This year saw the emergence of Pedro Alvarez, Neil Walker, Jose Tabata and James McDonald as young players who made an impact for the Bucs for the first time. This year will bring an entirely new crop of youngsters. Here are the five I think are most likely to make an impact in the big leagues. It didn't matter to me whether these players fit the MLB criteria to be rookies, only that they were relatively young and hadn't had a regular role with the Pirates before.
1. and 2. Bryan Morris and Rudy Owens. Morris and Owens occupy the top two spots in part because the Pirates' rotation could be a revolving door next year if Charlie Morton and Brad Lincoln don't step up, but Morris and Owens are also obviously good prospects in their own right. Morris has greater upside and I'm sure the Pirates like him better, given their preference for pitchers with good stuff, but I'm convinced Owens could pitch in the majors right now without embarrassing himself. Justin Wilson and Jeff Locke could also conceivably appear in the Pirates' rotation next year, but the Bucs will probably bring those two along a little bit more slowly. In any case, I hope that when the revolving door starts moving, it will be guys like Morris and Owens coming through, and not someone like Joe Martinez.
3. Diego Moreno. Why not? Moreno pitched mostly at Class A+ last year, but if there's any player type that can move up a couple levels without losing much effectiveness, it's relievers with great numbers and stuff. Look at Francisco Rodriguez's career, for example - in 2001 he was pitching in Class A+, but in 2002 he flew through the minors and ended the year making big-league hitters look foolish. It's not that I think Moreno is anywhere near as good as Rodriguez, just that with lights-out relievers there's often very little need to make them wait the better part of a year for each promotion. Moreno probably won't make the team out of Spring Training, but I wouldn't be shocked at all if he forced the Pirates' hand by June.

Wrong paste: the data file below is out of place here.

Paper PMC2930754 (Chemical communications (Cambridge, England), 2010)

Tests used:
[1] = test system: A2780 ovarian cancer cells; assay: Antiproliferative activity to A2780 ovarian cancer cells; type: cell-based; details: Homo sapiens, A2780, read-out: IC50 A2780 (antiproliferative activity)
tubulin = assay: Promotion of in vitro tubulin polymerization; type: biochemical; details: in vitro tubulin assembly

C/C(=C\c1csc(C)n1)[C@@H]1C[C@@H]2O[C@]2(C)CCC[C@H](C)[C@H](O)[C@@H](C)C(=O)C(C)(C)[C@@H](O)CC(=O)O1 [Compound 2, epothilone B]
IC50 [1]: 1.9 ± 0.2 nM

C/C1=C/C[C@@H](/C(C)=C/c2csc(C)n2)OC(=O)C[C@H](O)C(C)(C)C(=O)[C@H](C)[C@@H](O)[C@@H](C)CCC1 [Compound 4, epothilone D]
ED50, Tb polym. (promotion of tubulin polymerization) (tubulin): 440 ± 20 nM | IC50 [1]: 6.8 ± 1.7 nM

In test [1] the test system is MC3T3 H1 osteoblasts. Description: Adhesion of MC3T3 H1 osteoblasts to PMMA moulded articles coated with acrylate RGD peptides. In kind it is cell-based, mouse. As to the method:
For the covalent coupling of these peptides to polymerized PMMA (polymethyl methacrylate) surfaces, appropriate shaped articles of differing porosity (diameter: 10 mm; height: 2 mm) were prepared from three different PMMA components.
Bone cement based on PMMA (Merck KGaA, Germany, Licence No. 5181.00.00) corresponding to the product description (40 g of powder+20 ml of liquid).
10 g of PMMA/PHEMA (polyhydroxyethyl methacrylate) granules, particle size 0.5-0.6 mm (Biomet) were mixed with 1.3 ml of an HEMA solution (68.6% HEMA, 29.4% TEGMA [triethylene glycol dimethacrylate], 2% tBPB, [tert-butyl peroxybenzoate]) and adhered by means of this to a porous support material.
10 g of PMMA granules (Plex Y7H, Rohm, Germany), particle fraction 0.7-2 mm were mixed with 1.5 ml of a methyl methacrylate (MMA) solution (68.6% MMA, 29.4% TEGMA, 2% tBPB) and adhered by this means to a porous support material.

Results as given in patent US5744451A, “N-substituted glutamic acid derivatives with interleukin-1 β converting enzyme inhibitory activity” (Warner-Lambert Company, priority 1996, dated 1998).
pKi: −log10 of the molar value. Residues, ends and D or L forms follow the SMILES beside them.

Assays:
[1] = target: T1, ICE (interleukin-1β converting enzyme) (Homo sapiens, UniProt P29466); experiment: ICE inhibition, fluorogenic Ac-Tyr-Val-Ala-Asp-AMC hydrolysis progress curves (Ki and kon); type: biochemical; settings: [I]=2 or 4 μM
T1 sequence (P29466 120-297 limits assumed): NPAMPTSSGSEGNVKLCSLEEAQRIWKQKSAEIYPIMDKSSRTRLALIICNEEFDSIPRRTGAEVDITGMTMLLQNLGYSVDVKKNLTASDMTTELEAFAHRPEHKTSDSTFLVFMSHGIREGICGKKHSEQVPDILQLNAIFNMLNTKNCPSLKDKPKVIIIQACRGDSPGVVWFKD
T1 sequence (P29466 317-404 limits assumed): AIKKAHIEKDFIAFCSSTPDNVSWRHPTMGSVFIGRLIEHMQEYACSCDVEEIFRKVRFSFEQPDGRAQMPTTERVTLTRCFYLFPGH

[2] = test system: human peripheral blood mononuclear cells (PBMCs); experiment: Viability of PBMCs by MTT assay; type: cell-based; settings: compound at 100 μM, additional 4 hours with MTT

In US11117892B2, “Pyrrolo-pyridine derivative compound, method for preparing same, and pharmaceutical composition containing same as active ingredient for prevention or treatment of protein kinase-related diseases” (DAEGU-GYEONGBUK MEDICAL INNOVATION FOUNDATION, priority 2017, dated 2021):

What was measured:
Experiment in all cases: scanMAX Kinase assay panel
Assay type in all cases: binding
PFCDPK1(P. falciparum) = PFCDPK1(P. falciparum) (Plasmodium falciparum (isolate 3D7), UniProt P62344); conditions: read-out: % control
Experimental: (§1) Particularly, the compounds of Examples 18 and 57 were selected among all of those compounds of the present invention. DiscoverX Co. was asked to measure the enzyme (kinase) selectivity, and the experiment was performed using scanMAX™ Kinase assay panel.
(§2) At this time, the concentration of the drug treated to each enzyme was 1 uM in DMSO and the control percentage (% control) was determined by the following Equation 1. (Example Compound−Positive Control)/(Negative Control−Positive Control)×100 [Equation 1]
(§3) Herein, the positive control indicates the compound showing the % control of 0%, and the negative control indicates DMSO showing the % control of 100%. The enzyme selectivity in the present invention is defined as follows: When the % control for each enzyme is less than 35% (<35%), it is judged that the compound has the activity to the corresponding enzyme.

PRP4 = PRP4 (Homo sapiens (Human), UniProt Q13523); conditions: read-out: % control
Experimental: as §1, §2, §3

4. Chase D'Arnaud. D'Arnaud didn't have the best year in Altoona, but some of that might have been due to his recovery from pneumonia, and all he really lost compared to 2009 was a couple dozen points of batting average. On top of that, the Pirates' infield could be in flux next year. Ronny Cedeno doesn't have a hammerlock on the shortstop position, and the next two guys on the depth chart (Pedro Ciriaco and Argenis Diaz) are glove-first types who can't hit. The Pirates' second and third basemen, Neil Walker and Pedro Alvarez, are obvious big-leaguers, but neither of them can really field their positions. D'Arnaud needs to focus on returning to his 2009 form before working about the big leagues, clearly, but there could be a nice opportunity for him if he gets off to a good start and Cedeno struggles. Then again, it's also possible that shortstop could go to Jordy Mercer in that scenario - the Pirates evidently like Mercer's defense a bit better now, and they've sent Mercer to play in the Arizona Fall League. In any case, the Pirates have about a billion middle infield options, none of them ideal.
5. John Bowker. Bowker is older than any of the others on this list and has yet to prove he can hit in the majors, but he played a lot for the Pirates at the tail end of the season, and his minor-league numbers suggest he deserves another shot. He's also out of options, which could work in his favor - someone like Alex Presley arguably deserves the playing time more, but since Presley has options left, the Pirates can send him to AAA while they work out what to do with Bowker, Jeff Clement, Steve Pearce and Brandon Moss. Pearce seems like the best option of the four, particularly given that he can platoon with Garrett Jones, but the Pirates have shown so little interest in him over the years that I'm guessing Bowker and perhaps Clement will get the most playing time of the four.